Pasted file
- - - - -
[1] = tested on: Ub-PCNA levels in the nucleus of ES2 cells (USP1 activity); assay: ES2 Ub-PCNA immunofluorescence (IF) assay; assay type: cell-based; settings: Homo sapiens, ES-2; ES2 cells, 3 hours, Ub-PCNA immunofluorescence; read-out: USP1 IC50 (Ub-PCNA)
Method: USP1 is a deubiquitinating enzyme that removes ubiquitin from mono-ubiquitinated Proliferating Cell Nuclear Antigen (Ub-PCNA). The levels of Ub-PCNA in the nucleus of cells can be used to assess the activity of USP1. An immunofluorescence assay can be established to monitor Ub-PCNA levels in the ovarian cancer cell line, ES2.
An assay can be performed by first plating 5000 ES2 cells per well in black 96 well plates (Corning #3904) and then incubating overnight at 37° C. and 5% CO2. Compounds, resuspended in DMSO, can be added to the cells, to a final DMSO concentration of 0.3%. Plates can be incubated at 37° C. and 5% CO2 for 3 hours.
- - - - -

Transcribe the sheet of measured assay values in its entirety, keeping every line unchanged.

[1] = tested on: Ub-PCNA levels in the nucleus of ES2 cells (USP1 activity); assay: ES2 Ub-PCNA immunofluorescence (IF) assay; assay type: cell-based; settings: Homo sapiens, ES-2; ES2 cells, 3 hours, Ub-PCNA immunofluorescence; read-out: USP1 IC50 (Ub-PCNA)
Method: USP1 is a deubiquitinating enzyme that removes ubiquitin from mono-ubiquitinated Proliferating Cell Nuclear Antigen (Ub-PCNA). The levels of Ub-PCNA in the nucleus of cells can be used to assess the activity of USP1. An immunofluorescence assay can be established to monitor Ub-PCNA levels in the ovarian cancer cell line, ES2.
An assay can be performed by first plating 5000 ES2 cells per well in black 96 well plates (Corning #3904) and then incubating overnight at 37° C. and 5% CO2. Compounds, resuspended in DMSO, can be added to the cells, to a final DMSO concentration of 0.3%. Plates can be incubated at 37° C. and 5% CO2 for 3 hours.